Church deacon and his son among victims of duck boat tragedy (Updated)
UPDATE: Another member of a Church of Christ perished in…
Pam Smith wants her husband and her son, both lost in the Missouri duck boat tragedy, to be remembered “for their Christian walk.”
The grieving wife and mother, who worships with the Osceola Church of Christ in eastern Arkansas, spoke to CBS News alongside her 14-year-old daughter, Loren, who managed to escape from the sinking boat on Missouri’s Table Rock Lake July 19 and make it to shore.
“We’re going to have to lean on people,” Pam Smith told reporter Dana Jacobson as she sat next to her daughter. “She’s all I’ve got now. So, we’ve got to take care of each other.”
After the segment aired on “CBS This Morning,” Jacobson told the show’s hosts, “They have their church at home that’s really embraced them as well, which I know, she told me, has helped them tremendously so far.”
Host John Dickerson added, “When she talks about needing to lean on people, thank God she has that church and that they have each other.”
Seventeen of the boat’s 31 passengers drowned, including Steve Smith, 53, a deacon of the Osceola church, and 15-year-old Lance Smith.
“I told him I loved him, he told me he loved me. And I asked him to take care of the kids. That was our last words.”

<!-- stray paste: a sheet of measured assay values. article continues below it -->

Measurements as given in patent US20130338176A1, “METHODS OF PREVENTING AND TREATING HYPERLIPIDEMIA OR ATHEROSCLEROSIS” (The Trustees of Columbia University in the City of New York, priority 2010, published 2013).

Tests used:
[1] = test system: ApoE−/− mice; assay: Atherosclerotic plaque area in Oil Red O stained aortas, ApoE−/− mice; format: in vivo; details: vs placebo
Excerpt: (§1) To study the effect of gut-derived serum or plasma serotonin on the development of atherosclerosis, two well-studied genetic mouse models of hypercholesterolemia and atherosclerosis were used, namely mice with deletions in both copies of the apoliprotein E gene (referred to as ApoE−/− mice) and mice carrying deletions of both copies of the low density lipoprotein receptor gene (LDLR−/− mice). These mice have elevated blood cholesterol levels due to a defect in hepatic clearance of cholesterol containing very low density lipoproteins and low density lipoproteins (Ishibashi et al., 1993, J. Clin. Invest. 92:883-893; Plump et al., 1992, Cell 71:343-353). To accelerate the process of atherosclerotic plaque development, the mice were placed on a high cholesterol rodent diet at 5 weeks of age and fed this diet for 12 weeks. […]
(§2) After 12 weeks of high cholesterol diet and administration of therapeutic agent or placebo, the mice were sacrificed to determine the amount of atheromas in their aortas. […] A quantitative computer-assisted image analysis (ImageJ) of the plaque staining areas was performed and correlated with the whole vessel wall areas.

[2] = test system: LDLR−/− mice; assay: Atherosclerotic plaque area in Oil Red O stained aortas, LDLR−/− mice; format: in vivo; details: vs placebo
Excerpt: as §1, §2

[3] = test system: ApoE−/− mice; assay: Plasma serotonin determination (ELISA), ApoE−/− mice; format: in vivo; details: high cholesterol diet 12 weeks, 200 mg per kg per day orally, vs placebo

Also among the victims were nine members of the Coleman family from Indiana, including 76-year-old Ray Coleman, an usher for the Kingsley Terrace Church of Christ in Indianapolis.
Pam Smith had stayed behind to finish some shopping near the tourist town of Branson, Mo. When she received an alert about a sudden burst of inclement weather, she called her husband to make sure he and their children were OK.
“He says, ‘It’s not good, Pam,'” she told CBS. “And I told him I loved him, he told me he loved me. And I asked him to take care of the kids. That was our last words.”
Loren Smith was transported to a local hospital where she was reunited with her mother.
Pam and Steve Smith had been married for 28 years. Lance Smith had been baptized recently.
“This past Sunday, he preached,” she added. “And I was so proud. And his little mini-sermon was on being a good example. He had such a big heart.”
Loren Smith said that, in the days since the tragedy, she has struggled with survivor’s guilt.
“I’m thinking, ‘Why me? Why do I have to live?'” she said.
Jacobson replied, “You got to live to share your brother’s memory, and your father’s.”
Her mother added, “And you have purpose. You have a purpose, Loren. You’ve got big things ahead of you. And God knows, I needed you.”
Subscribe today to receive more inspiring articles like this one delivered straight to your inbox twice a month.
Your donation helps us not only keep our quality of journalism high, but helps us continue to reach more people in the Churches of Christ community.